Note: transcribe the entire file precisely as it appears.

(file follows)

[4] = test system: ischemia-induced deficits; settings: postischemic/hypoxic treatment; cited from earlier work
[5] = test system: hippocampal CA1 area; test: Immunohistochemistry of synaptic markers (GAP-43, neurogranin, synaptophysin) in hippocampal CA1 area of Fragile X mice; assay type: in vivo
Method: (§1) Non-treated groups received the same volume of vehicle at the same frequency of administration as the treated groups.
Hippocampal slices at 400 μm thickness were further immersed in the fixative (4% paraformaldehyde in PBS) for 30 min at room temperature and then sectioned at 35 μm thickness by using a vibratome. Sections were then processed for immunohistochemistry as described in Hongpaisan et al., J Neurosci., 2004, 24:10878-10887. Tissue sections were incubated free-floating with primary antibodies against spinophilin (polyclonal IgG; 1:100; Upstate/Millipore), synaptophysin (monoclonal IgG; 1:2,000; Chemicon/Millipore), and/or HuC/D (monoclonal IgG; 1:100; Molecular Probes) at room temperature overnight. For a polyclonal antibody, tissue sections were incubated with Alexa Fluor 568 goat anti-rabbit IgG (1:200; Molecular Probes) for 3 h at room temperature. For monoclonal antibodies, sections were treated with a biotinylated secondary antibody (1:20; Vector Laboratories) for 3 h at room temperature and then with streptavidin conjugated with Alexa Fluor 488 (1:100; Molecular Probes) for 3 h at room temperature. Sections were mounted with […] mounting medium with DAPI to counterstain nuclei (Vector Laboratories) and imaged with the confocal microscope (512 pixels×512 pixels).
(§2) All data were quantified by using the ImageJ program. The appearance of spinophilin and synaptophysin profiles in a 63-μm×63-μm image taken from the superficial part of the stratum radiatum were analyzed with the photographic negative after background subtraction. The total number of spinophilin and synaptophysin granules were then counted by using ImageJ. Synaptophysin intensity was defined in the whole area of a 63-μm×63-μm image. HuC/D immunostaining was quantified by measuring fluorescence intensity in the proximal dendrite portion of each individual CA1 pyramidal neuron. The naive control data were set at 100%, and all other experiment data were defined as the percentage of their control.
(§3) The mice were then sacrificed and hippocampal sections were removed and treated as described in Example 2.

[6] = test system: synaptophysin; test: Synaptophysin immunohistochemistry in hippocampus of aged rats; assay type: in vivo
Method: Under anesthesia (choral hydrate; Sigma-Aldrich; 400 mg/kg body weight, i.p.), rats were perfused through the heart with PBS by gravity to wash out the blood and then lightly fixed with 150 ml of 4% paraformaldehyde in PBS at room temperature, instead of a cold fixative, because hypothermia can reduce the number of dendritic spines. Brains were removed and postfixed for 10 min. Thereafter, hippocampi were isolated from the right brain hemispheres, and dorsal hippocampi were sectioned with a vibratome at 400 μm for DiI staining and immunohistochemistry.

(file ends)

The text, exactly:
[4] = test system: ischemia-induced deficits; settings: postischemic/hypoxic treatment; cited from earlier work
[5] = test system: hippocampal CA1 area; test: Immunohistochemistry of synaptic markers (GAP-43, neurogranin, synaptophysin) in hippocampal CA1 area of Fragile X mice; assay type: in vivo
Method: (§1) Non-treated groups received the same volume of vehicle at the same frequency of administration as the treated groups.
Hippocampal slices at 400 μm thickness were further immersed in the fixative (4% paraformaldehyde in PBS) for 30 min at room temperature and then sectioned at 35 μm thickness by using a vibratome. Sections were then processed for immunohistochemistry as described in Hongpaisan et al., J Neurosci., 2004, 24:10878-10887. Tissue sections were incubated free-floating with primary antibodies against spinophilin (polyclonal IgG; 1:100; Upstate/Millipore), synaptophysin (monoclonal IgG; 1:2,000; Chemicon/Millipore), and/or HuC/D (monoclonal IgG; 1:100; Molecular Probes) at room temperature overnight. For a polyclonal antibody, tissue sections were incubated with Alexa Fluor 568 goat anti-rabbit IgG (1:200; Molecular Probes) for 3 h at room temperature. For monoclonal antibodies, sections were treated with a biotinylated secondary antibody (1:20; Vector Laboratories) for 3 h at room temperature and then with streptavidin conjugated with Alexa Fluor 488 (1:100; Molecular Probes) for 3 h at room temperature. Sections were mounted with […] mounting medium with DAPI to counterstain nuclei (Vector Laboratories) and imaged with the confocal microscope (512 pixels×512 pixels).
(§2) All data were quantified by using the ImageJ program. The appearance of spinophilin and synaptophysin profiles in a 63-μm×63-μm image taken from the superficial part of the stratum radiatum were analyzed with the photographic negative after background subtraction. The total number of spinophilin and synaptophysin granules were then counted by using ImageJ. Synaptophysin intensity was defined in the whole area of a 63-μm×63-μm image. HuC/D immunostaining was quantified by measuring fluorescence intensity in the proximal dendrite portion of each individual CA1 pyramidal neuron. The naive control data were set at 100%, and all other experiment data were defined as the percentage of their control.
(§3) The mice were then sacrificed and hippocampal sections were removed and treated as described in Example 2.

[6] = test system: synaptophysin; test: Synaptophysin immunohistochemistry in hippocampus of aged rats; assay type: in vivo
Method: Under anesthesia (choral hydrate; Sigma-Aldrich; 400 mg/kg body weight, i.p.), rats were perfused through the heart with PBS by gravity to wash out the blood and then lightly fixed with 150 ml of 4% paraformaldehyde in PBS at room temperature, instead of a cold fixative, because hypothermia can reduce the number of dendritic spines. Brains were removed and postfixed for 10 min. Thereafter, hippocampi were isolated from the right brain hemispheres, and dorsal hippocampi were sectioned with a vibratome at 400 μm for DiI staining and immunohistochemistry.